Searching over 5,500,000 cases.


searching
Buy This Entire Record For $7.95

Official citation and/or docket number and footnotes (if any) for this case available with purchase.

Learn more about what you receive with purchase of this case.

Stevenson v. District of Columbia Dep't of Employment Services

DISTRICT OF COLUMBIA COURT OF APPEALS


March 25, 2004

JOSEPH STEVENSON AND HARTFORD INSURANCE COMPANY, PETITIONERS,
v.
DISTRICT OF COLUMBIA DEPARTMENT OF EMPLOYMENT SERVICES, RESPONDENT,
AND JOSEPH STEVENSON, INTERVENOR.

Petition for Review of a Decision and Order of the District of Columbia Department of Employment Services (OHA 01-142)

Before Schwelb and Glickman, Associate Judges, and Kern, Senior Judge.

Per curiam.

Argued January 20, 2004

Joseph Stevenson, a self-employed T.V. cable installer and a resident of Maryland, fell off the roof of a home in the District of Columbia while installing cable and suffered injuries to his wrist and head. Stevenson filed a claim against himself and his insurer, Hartford Insurance Company, with the District of Columbia Department of Employment Services (DOES). He claimed some six months of temporary total disability benefits and related medical expenses.

The DOES administrative law judge held a hearing on Stevenson's claim. At the outset, Hartford's attorney argued that Stevenson, an independent contractor, was neither an "employee" nor an "employer" within the definitions of the District of Columbia Workers' Compensation Act, see D.C. Code § 36-301 (9) and (10), and that Hartford had "insured him for Maryland . . . benefits . . . [b]ecause Maryland provides a statutory exception that says if you're a sole proprietor, you can elect in Maryland to be covered as if you were an employee. But that's a statutory Maryland exception." *fn1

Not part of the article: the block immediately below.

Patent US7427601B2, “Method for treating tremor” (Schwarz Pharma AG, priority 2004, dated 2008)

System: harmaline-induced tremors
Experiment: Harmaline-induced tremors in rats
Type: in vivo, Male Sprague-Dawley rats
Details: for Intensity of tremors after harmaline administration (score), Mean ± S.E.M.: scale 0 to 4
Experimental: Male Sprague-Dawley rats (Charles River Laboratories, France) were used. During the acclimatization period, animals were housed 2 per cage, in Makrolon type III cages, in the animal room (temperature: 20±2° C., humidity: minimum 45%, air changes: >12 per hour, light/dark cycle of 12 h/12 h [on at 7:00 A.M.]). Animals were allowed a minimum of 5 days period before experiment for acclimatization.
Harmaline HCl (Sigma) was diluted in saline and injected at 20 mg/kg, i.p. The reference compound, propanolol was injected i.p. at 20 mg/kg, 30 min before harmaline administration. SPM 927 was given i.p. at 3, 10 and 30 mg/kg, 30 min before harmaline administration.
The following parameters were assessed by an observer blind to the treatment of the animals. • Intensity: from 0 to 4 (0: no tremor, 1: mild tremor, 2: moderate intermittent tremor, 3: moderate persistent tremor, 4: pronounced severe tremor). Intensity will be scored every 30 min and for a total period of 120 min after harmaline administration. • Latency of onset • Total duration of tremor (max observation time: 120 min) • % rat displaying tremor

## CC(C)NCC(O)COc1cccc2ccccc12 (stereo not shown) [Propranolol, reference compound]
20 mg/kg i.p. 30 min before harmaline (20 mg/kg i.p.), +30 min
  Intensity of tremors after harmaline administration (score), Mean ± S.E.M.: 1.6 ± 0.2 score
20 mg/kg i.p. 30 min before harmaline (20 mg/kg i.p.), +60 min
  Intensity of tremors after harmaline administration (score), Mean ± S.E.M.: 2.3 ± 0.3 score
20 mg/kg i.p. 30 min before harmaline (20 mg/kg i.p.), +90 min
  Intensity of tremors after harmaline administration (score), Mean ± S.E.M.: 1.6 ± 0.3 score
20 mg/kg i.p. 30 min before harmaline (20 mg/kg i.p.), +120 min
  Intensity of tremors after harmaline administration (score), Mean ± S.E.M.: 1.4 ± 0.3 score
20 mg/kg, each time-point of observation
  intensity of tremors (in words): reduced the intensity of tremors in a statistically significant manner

Thereafter, the administrative law judge heard testimony from Stevenson and a Hartford official and then found that "claimant was not engaged in the service of another . . . he was an employee of his own business . . . [and] the employer/employee relationship became a non-issue in the instant case.*fn2 The inquiry, therefore, must focus on whether at the time of his injury claimant had liability insurance that covered his work in the District of Columbia." (Emphasis added.) The judge went on to conclude that Stevenson "was an employee of his sole proprietorship business and his insurance policy with Hartford provided liability protection for work performed in the District of Columbia." Accordingly, the judge entered a Compensation Order on February 28, 2002.

The DOES Director reviewed and affirmed the Compensation Order, reasoning: "To allow the Carrier [Hartford] to avoid paying workers' compensation benefits to the claimant [Stevenson] would work an undue and unfair hardship upon the claimant and contravene the humanitarian purposes of the Act where doubts are resolved in favor of the injured worker." The Director, citing to Hall v. Spurlock, 310 S.W.2d 259 (Ky. Ct. App. 1957), concluded, "[G]iven the circumstances of this case, the Carrier is estopped from denying coverage." *fn3

We conclude that the Director committed reversible error. First, the Director asserted that Hartford was denying benefits to Stevenson, but the record reflects that Hartford acknowledged that Stevenson was entitled pursuant to its policy to benefits in Maryland but not in the District.*fn4 Second, while the Director was quite correct in noting that doubts must be resolved in the worker's favor given "the humanitarian purposes of the [Workers' Compensation] Act," this did not permit the Director to favor an injured worker by entertaining his claim when he concededly does not meet the Act's definition of an "employee." Finally, and most importantly, DOES does not have jurisdiction to enforce contracts; rather, the applicable statute charges it with the responsibility of applying the worker's compensation law of the District of Columbia which, unlike the Maryland statute, does not allow a sole proprietor to be covered as though he were an employee.

Accordingly, we are persuaded under the particular circumstances here that the Director's decision was plainly wrong and inconsistent with the applicable statute. National Geographic Soc'y v. District of Columbia Dep't of Employment Servs., 721 A.2d 618, 620 (D.C. 1998). Therefore, the Director's decision must be reversed and the case remanded for appropriate disposition.

So ordered.


Buy This Entire Record For $7.95

Official citation and/or docket number and footnotes (if any) for this case available with purchase.

Learn more about what you receive with purchase of this case.